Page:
Wednesday, March 12, 2008

In Search of Consistency

I have written:
Think of the fine mess we'd be in if the courts were to rule against the teaching of intelligent design not because it amounts to an establishment of religion but because it's unscientific. That would open the door to all sorts of judicial mischief. The precedent could -- and would -- be pulled out of context and used in limitless ways to justify government interference in matters where government has no right to interfere.

It's bad enough that government is in the business of funding science -- though I can accept such funding where it actually aids our defense effort. But, aside from that, government has no business deciding for the rest of us what's scientific or unscientific.
The context for those observations was the legal controversy (Kitzmiller v. Dover Area School District) about the decision of the Dover, Pennsylvania, School Board to mandate that students in public school biology classes be taught the theory of intelligent design (ID) as an alternative to evolution.

Timothy Sandefur seems sympathetic to my general point, when he writes about
the public policy problem of the courts determining what sets of unprovable beliefs are and are not objectively irrational. On one hand, courts have even gone so far as to take judicial notice of the irrationality of certain beliefs. See, e.g., United States v. Downing, 753 F.2d 1224, 1238 n. 18 (3d Cir. 1985) (courts may take judicial notice of the invalidity of phrenology or astrology). But on the other hand, taking a step in this direction threatens important Establishment Clause and Free Exercise rights. That’s why in United States v. Ballard, 322 U.S. 78 (1944), the Court found that it could not inquire into the scientific validity (or lack thereof) of faith healing, in a case involving a mail fraud prosecution. If courts can determine that certain beliefs with regard to ghosts are objectively irrational and untrue, then what about religious beliefs (which are, in fact [according to Sandefur: LC], objectively irrational and untrue)?
And, yet, Sandefur has been a vocal defender of the Kitzmiller decision, in which Judge John E. Jones III held that
the facts of this case make[] it abundantly clear that the Board’s ID Policy violates the Establishment Clause. In making this determination, we have addressed the seminal question of whether ID is science. We have concluded that it is not... (emphasis added).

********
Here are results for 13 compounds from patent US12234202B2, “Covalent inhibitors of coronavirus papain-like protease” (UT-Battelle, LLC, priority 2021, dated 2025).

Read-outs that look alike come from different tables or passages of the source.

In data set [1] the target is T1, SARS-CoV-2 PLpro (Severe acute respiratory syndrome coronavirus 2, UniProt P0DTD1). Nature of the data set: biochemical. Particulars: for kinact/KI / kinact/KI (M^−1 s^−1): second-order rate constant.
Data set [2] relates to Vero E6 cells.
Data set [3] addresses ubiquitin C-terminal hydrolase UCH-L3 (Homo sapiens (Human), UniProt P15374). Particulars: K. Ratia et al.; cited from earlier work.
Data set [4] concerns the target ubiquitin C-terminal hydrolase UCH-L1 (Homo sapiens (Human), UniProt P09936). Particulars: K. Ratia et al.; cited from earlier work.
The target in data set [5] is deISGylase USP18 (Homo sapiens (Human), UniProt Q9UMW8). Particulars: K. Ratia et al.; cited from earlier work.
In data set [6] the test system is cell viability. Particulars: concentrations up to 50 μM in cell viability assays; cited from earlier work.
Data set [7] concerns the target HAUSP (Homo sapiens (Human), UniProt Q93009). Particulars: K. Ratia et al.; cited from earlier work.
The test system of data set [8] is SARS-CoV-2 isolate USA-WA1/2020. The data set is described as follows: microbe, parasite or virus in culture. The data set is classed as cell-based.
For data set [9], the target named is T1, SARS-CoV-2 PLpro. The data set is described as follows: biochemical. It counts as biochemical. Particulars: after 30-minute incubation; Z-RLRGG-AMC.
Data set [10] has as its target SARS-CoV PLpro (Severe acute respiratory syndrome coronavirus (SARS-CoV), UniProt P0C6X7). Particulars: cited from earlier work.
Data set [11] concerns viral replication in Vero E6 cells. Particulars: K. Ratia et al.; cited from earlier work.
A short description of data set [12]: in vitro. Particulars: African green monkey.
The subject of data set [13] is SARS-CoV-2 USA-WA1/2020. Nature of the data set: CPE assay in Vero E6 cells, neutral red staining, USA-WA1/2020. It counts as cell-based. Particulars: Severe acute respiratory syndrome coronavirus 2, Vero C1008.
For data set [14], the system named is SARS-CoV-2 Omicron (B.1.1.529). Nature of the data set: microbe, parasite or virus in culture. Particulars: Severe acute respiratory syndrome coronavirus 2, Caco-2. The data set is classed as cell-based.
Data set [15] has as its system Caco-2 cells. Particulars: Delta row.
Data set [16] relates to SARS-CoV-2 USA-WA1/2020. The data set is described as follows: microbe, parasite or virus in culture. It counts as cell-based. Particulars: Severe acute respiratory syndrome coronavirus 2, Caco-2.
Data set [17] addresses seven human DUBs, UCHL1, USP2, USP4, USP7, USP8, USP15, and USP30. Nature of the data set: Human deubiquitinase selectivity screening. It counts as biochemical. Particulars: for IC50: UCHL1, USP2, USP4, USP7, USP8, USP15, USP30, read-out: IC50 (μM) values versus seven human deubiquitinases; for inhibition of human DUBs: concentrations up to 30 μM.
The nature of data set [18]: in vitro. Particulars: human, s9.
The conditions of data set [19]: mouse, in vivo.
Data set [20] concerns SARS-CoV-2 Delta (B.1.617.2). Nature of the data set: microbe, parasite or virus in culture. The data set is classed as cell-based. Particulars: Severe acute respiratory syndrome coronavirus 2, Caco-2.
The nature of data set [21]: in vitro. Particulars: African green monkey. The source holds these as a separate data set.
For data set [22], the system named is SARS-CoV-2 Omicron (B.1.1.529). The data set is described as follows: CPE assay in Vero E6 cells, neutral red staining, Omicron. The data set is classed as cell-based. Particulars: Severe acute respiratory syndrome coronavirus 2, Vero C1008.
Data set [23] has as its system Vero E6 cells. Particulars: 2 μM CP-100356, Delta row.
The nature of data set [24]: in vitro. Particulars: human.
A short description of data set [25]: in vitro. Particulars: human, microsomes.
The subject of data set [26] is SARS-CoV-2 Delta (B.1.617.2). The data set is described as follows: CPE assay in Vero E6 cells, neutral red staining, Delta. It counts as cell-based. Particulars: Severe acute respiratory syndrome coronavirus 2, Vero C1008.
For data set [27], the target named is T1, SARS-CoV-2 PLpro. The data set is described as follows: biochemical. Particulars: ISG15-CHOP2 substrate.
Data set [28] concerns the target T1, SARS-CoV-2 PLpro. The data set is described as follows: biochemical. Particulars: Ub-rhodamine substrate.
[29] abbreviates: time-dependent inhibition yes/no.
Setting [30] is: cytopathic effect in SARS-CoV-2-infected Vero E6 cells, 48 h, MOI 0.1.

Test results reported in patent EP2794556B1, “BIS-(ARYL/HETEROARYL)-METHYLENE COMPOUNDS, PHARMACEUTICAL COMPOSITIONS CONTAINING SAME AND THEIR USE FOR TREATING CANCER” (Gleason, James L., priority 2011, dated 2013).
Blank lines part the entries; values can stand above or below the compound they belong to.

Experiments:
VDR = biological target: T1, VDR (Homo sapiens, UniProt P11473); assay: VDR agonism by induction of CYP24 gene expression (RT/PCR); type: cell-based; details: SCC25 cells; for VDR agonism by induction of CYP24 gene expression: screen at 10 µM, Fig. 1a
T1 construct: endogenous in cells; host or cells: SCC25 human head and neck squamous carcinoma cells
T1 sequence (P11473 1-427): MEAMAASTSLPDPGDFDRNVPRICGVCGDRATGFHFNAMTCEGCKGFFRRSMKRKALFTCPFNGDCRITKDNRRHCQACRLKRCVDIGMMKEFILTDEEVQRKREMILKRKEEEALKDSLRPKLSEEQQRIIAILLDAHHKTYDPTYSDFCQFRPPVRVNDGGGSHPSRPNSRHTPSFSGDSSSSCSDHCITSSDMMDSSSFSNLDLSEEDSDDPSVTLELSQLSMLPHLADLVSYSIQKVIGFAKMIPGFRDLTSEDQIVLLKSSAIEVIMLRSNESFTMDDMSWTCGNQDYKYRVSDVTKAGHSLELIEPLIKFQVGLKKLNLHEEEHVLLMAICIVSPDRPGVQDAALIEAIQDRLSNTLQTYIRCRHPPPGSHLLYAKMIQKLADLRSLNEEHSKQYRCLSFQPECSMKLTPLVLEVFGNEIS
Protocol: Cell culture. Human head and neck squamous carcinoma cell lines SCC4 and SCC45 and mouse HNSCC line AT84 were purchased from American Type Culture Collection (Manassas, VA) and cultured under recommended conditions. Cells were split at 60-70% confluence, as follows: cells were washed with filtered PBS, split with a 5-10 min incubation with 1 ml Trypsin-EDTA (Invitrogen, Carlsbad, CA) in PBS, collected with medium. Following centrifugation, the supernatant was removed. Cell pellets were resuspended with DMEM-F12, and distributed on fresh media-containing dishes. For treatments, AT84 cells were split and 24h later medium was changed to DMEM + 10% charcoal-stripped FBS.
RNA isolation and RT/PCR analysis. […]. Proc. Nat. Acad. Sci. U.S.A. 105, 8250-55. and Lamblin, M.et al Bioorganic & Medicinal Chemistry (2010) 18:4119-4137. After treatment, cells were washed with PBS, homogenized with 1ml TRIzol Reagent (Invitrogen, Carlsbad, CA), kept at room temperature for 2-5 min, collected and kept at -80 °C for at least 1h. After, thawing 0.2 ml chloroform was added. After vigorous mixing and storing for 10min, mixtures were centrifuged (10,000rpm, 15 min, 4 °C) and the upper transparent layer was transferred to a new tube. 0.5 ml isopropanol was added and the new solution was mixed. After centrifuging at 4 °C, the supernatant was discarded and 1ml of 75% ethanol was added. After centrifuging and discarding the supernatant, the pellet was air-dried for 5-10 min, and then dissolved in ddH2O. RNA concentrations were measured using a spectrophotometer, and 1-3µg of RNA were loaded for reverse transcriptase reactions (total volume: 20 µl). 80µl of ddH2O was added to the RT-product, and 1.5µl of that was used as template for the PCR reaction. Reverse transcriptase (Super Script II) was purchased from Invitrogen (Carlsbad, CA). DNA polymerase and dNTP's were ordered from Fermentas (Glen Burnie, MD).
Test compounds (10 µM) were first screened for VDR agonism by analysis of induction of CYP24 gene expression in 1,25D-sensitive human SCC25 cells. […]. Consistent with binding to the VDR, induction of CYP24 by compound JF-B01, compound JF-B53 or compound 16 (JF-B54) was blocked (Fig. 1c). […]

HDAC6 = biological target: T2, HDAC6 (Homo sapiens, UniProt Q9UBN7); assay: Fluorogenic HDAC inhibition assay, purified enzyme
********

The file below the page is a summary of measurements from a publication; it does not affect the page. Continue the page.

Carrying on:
Perhaps Sandefur will tell us how he has reconciled his apparently conflicting views. He does not tell us in his paper, "A Response to the Creationists' "Neutrality" Argument." The argument of that paper boils down to this:
  • Schools exist for the purpose of teaching facts and sound thinking.
  • Therefore, schools should not teach things like ID, which Sandefur calls "objectively irrational and untrue), even though there is no scientific basis for accepting or rejecting ID. (See, for example, this post and the posts linked therein.)
  • Public schools are governmental institutions.
  • Government cannot be in the business of establishing religion.
  • Therefore, as governmental institutions, schools should not teach ID (a cover story for creationism) as an alternative to evolutionary theory.
In sum, Sandefur parlays an unprovable allegation about ID into a first-amendment case on the strength of the fact that public schools are governmental institutions. That's true enough. But public schools are not government. That is, unlike legislatures, executives, and judges, they do not control the machinery of the state. Public schools are governmental institutions in the same way that my city-owned electric company is a governmental institution. In both cases, government simply has seized control of what could just as easily be a private institution (and a better one for it). Public schools become "government" only to the extent that government dictates what is taught (or not taught) in public schools, as it does in Kitzmiller.

Sandefur, in essence, argues that government ought to control schools (an anti-libertarian idea) so that it can control the content of what is taught in schools. And that content should advance his "objectively" correct atheistic agenda. Sandefur (like Marx) evinces a naïve faith in what he calls science:
Science’s focus on empirical evidence and demonstrable theories is part of an Enlightenment legacy that made possible a peaceful and free society among diverse equals. Teaching that habit of mind is of the essence for keeping our civilization alive. To reject the existence of objective truth is to reject the the possibility of common ground, to undermine the very purpose of scholarly, intellectual discourse, and to strike at the root of all that makes our values valuable and our society worthwhile.... At a time when Americans are threatened by an enemy that rejects science and reason, and demands respect for dogmas entailing violence, persecution, and tyranny, nothing more deserves our attention than nourishing respect for reason.
In fact, Americans -- and liberty -- are threatened by many things, not the least of which is dogmatism of the kind Sandefur evinces. As I say here, "Liberty ... to the 'libertarian' Left, is the 'right' to believe as they do."

Liberty demands, first and foremost, mutual respect. Science is not a breeding ground for mutual respect, as the controversy about global warming (among other issues) should remind us. Ironically (for Sandefur), mutual respect arises mainly from a concept that is widely associated with religion, namely, the "Golden Rule."